Looking for a good movie to see this weekend? Check out The Namesake (opening tomorrow), Mira Nair’s film adaptation of Jhumpa Lahiri’s best-selling novel of the same name. The film tells the story of Ashima (played by the wonderful Bollywood star Tabu) and Ashoke (Irfan Kahn), immigrants to New York from Calcutta, and their son Gogol (Kal Penn), named (for reasons that can’t be revealed in this blog post) after the Russian writer Nikolai Gogol. The unfortunate trailer makes The Namesake look like the story of a son whose Indian parents don’t want him to date a white girl (I guess they thought it would help sell tickets?), but the movie tells a far more interesting immigration story.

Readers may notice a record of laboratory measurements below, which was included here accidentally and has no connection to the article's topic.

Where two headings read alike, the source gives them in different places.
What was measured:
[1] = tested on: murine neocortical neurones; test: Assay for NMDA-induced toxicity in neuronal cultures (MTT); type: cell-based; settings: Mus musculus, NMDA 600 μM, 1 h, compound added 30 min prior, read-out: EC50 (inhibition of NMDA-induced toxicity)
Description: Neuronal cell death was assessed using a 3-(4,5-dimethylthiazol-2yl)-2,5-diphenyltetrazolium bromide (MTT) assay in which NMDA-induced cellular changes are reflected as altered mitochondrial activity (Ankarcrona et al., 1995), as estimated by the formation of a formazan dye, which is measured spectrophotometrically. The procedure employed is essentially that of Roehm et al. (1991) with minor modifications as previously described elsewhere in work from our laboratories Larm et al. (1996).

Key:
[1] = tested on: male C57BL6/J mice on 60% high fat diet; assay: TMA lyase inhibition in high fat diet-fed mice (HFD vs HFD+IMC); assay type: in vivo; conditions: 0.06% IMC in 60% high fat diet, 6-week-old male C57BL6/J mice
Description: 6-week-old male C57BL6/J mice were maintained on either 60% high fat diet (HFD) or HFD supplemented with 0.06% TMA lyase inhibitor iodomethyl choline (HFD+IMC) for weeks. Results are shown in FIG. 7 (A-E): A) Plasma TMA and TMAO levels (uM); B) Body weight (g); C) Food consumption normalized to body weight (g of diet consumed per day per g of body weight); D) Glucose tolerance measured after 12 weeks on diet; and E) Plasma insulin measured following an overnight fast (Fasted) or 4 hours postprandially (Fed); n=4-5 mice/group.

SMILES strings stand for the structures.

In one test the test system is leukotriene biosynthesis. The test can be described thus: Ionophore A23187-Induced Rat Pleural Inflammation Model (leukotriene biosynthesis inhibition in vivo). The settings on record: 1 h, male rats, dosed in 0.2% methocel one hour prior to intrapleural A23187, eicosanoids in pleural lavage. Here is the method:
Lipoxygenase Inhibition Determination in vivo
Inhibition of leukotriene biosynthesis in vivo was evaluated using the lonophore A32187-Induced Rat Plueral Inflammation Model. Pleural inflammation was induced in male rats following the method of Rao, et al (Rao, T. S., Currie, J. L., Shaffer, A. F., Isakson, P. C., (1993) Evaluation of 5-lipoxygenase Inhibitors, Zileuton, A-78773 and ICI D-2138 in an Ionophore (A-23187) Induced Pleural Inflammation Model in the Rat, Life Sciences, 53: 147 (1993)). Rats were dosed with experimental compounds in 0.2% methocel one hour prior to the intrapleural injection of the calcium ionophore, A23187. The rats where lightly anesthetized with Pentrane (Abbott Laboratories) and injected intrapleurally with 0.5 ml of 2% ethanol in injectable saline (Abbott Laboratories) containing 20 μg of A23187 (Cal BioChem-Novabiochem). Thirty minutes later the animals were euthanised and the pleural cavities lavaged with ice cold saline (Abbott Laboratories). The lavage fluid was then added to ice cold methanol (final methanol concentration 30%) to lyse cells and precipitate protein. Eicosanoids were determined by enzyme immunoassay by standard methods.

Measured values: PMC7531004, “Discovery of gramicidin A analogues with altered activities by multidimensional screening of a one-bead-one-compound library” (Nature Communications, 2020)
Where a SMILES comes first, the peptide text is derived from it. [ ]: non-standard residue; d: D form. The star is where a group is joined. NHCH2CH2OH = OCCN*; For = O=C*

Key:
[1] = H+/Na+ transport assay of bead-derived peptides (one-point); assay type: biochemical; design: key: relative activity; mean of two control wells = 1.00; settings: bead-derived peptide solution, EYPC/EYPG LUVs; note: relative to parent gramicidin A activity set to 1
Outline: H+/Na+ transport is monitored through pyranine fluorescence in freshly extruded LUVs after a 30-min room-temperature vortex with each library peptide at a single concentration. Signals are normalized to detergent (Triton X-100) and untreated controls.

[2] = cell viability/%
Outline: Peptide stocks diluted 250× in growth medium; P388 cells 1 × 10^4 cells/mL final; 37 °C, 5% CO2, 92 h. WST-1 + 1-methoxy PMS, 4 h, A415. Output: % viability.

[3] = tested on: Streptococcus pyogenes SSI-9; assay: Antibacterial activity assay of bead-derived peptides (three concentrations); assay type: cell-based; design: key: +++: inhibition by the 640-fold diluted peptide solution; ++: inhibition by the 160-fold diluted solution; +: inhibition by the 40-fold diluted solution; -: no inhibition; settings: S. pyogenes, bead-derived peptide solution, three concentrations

Nair eschews a neat and tidy view of immigration and instead displays it in all its messy contradictions. This family is in many ways quaintly American—their clean suburban home, Ashima gluing sparkles onto home made Christmas cards—yet the parents cringe at the easy informality of their children, and the action shifts equally between India and the United States, creating a palpable sense of what Nair calls “living between two worlds.”
Fans of Nair’s other works (especially Monsoon Wedding and Mississippi Masala) may be surprised by this film’s more somber tone, but as in those other films, Nair shows a keen eye for interpersonal relationships and presents a touching portrait of familial love and the complex emotions of immigration.
For more on The Namesake, read my interview with Mira Nair here. (She gives a great interview.)